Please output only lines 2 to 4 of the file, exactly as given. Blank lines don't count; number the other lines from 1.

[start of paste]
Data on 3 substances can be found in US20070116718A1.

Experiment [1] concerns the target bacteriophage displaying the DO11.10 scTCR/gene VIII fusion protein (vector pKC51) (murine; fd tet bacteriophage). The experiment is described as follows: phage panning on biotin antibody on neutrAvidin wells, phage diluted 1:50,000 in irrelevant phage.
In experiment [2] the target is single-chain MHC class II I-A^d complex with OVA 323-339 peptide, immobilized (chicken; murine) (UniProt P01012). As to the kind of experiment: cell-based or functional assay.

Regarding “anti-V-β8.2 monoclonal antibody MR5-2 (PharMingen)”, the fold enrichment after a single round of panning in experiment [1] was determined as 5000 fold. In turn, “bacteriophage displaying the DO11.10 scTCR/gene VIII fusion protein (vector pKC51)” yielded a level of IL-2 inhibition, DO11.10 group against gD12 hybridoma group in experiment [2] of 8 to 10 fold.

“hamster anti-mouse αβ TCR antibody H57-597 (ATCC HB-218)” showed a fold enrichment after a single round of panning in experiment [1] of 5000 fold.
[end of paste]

Experiment [1] concerns the target bacteriophage displaying the DO11.10 scTCR/gene VIII fusion protein (vector pKC51) (murine; fd tet bacteriophage). The experiment is described as follows: phage panning on biotin antibody on neutrAvidin wells, phage diluted 1:50,000 in irrelevant phage.
In experiment [2] the target is single-chain MHC class II I-A^d complex with OVA 323-339 peptide, immobilized (chicken; murine) (UniProt P01012). As to the kind of experiment: cell-based or functional assay.

Regarding “anti-V-β8.2 monoclonal antibody MR5-2 (PharMingen)”, the fold enrichment after a single round of panning in experiment [1] was determined as 5000 fold. In turn, “bacteriophage displaying the DO11.10 scTCR/gene VIII fusion protein (vector pKC51)” yielded a level of IL-2 inhibition, DO11.10 group against gD12 hybridoma group in experiment [2] of 8 to 10 fold.